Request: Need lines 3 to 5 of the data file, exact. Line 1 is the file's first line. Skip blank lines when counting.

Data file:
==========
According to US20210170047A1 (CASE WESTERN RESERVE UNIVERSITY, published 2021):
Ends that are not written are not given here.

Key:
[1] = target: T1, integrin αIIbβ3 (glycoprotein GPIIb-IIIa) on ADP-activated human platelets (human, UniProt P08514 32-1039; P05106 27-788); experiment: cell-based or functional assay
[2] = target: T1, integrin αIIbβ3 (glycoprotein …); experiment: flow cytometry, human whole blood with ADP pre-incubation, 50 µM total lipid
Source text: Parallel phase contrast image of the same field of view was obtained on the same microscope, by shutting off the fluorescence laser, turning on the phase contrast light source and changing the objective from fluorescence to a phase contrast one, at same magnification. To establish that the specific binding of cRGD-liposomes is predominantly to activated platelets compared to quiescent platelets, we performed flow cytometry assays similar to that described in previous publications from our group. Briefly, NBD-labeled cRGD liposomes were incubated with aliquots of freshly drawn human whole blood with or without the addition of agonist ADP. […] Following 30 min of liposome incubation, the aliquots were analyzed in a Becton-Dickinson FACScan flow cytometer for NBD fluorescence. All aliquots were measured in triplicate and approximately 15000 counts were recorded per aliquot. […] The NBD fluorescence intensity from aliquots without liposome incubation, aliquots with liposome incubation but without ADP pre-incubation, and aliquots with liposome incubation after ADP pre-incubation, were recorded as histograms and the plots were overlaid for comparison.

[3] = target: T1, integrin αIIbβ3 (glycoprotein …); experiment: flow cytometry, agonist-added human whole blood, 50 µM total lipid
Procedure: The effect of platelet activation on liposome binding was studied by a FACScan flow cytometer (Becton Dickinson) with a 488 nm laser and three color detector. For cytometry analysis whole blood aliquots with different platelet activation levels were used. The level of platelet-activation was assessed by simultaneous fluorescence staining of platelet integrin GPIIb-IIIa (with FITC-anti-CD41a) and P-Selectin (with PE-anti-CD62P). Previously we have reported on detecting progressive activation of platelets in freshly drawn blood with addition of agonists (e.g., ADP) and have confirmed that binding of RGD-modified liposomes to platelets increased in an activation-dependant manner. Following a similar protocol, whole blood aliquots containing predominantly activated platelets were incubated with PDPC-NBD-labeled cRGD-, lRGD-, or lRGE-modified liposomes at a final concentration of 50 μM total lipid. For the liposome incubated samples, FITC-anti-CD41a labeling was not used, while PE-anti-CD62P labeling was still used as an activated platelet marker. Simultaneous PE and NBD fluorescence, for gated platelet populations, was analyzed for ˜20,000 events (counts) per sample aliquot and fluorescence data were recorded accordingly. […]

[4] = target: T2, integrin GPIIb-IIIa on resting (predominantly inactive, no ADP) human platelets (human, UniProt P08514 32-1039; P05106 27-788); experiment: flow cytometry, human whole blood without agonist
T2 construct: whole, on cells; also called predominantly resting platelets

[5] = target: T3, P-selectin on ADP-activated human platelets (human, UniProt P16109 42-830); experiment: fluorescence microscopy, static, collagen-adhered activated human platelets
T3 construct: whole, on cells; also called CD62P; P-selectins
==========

Key:
[1] = target: T1, integrin αIIbβ3 (glycoprotein GPIIb-IIIa) on ADP-activated human platelets (human, UniProt P08514 32-1039; P05106 27-788); experiment: cell-based or functional assay
[2] = target: T1, integrin αIIbβ3 (glycoprotein …); experiment: flow cytometry, human whole blood with ADP pre-incubation, 50 µM total lipid